Reading Time: 3 minutes Our fitness trainer demonstrates how to perform various moves to create a customized pyramid workout.
Reading Time: 9 minutes Giving your body time to recover between workouts can actually be more beneficial than going hard seven days a week. Learn how to incorporate so-called “active rest” into your training routine to maximize your gains.
“How can I improve my endurance?”
—Amber L., Concordia College, New York
Endurance, or the body’s ability to withstand physical stress over a long period of time, is a key component of overall health and wellness. If you find yourself getting tired after regular daily activities (e.g., walking to class or going up and down stairs), focusing on your endurance may be a good idea.
The key to building endurance? Consistency. To help prevent injury, increase the duration and intensity of your exercise gradually over time. The goal is to remain injury-free so you can be consistent with your physical activity.
These three approaches can help you improve your endurance:
1. Build muscle
A common misconception is that building endurance requires only aerobic activity. Stronger muscles will pump a larger amount of blood back to the heart with each contraction. This increases the amount of blood that’s available to be pumped back out to the body by the beating heart. Blood carries oxygen to working muscles, so the more blood being pumped through the body, the better.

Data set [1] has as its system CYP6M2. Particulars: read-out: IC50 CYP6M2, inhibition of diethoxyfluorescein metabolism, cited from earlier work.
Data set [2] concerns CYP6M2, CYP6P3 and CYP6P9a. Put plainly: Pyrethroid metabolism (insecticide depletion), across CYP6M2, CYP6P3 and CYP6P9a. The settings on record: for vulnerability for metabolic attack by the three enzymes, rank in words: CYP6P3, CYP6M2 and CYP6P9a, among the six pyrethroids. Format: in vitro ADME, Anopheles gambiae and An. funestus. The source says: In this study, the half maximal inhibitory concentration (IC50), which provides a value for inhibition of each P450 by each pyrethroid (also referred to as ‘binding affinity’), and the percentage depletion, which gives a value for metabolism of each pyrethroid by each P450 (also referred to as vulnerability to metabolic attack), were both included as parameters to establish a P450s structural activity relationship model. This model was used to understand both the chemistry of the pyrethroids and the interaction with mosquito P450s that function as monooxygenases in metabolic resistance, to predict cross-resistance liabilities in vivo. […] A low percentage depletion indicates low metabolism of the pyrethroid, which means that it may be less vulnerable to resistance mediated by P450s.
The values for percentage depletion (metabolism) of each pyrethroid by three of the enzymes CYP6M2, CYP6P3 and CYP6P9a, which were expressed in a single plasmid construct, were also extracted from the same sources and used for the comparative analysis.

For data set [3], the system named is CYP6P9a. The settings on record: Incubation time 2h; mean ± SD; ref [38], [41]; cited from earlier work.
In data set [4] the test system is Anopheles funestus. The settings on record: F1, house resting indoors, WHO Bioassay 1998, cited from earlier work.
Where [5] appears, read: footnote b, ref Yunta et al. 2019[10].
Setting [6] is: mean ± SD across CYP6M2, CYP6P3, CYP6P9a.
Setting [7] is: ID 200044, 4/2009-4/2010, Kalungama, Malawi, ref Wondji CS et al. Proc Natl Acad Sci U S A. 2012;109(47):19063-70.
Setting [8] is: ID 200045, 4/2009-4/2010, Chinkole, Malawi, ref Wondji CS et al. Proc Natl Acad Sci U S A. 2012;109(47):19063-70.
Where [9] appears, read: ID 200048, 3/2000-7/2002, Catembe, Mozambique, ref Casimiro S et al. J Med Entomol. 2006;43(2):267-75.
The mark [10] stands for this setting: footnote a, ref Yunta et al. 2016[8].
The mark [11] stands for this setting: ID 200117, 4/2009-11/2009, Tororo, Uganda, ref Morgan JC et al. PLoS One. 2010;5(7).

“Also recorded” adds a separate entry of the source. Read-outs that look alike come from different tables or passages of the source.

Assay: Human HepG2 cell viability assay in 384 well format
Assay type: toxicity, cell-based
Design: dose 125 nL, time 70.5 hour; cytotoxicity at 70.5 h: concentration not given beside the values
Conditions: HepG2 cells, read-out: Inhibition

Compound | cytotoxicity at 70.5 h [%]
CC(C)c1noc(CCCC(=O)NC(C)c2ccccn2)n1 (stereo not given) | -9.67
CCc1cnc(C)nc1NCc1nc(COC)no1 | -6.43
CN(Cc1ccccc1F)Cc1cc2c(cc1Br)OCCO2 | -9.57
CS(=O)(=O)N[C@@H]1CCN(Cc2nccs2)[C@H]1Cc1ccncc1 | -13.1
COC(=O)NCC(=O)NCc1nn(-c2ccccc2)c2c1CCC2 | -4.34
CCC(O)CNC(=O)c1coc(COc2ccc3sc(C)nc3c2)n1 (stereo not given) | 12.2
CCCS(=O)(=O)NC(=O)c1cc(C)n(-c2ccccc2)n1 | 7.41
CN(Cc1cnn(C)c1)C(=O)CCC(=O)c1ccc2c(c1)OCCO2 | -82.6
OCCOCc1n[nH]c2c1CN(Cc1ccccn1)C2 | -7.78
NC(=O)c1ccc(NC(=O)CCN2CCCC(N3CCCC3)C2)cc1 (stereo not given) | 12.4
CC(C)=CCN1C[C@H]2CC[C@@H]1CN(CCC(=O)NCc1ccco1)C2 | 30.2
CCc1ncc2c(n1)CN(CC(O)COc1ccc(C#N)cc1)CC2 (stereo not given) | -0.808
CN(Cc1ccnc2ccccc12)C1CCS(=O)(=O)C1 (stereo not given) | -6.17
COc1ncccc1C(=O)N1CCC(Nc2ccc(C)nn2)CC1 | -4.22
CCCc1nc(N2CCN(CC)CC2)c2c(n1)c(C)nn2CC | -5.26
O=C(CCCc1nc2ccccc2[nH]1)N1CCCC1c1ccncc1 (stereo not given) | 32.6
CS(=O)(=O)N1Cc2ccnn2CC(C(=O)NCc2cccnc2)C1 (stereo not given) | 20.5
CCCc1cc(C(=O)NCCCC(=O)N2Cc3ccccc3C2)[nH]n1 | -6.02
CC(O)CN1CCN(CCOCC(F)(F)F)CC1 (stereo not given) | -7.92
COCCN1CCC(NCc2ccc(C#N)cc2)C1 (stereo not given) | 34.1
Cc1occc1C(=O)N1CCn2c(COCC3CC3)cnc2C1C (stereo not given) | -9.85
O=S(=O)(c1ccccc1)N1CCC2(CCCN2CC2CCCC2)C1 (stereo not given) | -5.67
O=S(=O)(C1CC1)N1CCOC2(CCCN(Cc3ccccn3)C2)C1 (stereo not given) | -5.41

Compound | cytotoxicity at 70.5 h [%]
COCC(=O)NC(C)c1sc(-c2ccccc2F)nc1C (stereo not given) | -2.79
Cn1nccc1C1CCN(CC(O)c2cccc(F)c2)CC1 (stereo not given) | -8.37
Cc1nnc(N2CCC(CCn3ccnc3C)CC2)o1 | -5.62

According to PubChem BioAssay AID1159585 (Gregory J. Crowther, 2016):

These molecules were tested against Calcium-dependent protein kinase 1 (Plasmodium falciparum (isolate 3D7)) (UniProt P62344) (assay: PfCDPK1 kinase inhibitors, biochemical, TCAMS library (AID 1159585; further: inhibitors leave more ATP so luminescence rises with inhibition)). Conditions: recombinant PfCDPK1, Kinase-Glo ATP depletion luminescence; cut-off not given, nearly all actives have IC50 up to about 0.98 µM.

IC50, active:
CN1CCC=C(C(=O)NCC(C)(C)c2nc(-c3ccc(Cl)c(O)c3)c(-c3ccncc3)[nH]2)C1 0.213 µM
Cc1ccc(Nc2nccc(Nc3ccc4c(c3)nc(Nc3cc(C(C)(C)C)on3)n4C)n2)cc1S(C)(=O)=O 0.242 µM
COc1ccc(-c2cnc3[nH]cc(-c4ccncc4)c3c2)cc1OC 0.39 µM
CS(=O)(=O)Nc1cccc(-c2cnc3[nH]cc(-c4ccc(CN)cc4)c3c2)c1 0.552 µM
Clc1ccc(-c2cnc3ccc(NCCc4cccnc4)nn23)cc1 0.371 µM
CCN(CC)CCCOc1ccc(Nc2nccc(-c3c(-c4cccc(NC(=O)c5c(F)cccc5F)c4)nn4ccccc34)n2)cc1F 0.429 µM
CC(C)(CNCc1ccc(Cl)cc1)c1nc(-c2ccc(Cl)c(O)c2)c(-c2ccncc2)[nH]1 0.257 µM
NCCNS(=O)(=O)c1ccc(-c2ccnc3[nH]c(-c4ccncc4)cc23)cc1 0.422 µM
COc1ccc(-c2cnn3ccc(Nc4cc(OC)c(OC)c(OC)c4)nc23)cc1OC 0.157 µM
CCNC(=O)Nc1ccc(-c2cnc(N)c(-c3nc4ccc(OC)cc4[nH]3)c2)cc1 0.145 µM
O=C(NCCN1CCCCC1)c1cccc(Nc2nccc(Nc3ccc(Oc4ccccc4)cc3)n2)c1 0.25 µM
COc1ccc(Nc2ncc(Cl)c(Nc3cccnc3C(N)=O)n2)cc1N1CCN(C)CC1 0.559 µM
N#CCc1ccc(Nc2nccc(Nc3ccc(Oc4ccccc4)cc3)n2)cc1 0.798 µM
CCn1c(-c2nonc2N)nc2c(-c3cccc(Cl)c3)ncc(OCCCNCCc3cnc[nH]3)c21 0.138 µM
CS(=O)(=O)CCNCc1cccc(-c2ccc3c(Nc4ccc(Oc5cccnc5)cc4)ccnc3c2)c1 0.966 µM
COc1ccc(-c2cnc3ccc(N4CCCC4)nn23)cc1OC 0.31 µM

2. Cross train
Sustained periods of aerobic activity are essential to building endurance. There are a lot of ways to get the heart pumping and achieve the positive effects of aerobic activity, so don’t focus on just one. Running, swimming, walking, and using an elliptical machine or a stationary or regular bike are all good forms of exercise. If you find that the intensity level becomes unsustainable (you’re breathing too hard), slow it down a little so you can continue the activity for a longer period of time.
3. Combine strength and cardiovascular workouts
An efficient way to build endurance is to combine strength training and aerobic activity (circuit training) with little rest in between. For example, perform a strength exercise (say, a squat). Then, without rest, go right into an activity, like biking hard for a minute. You can also add a set of core work into the circuit, like holding a plank for 30 seconds. Circuits like this not only make your muscles stronger but also keep your heart rate up and keep you breathing hard, increasing your overall endurance.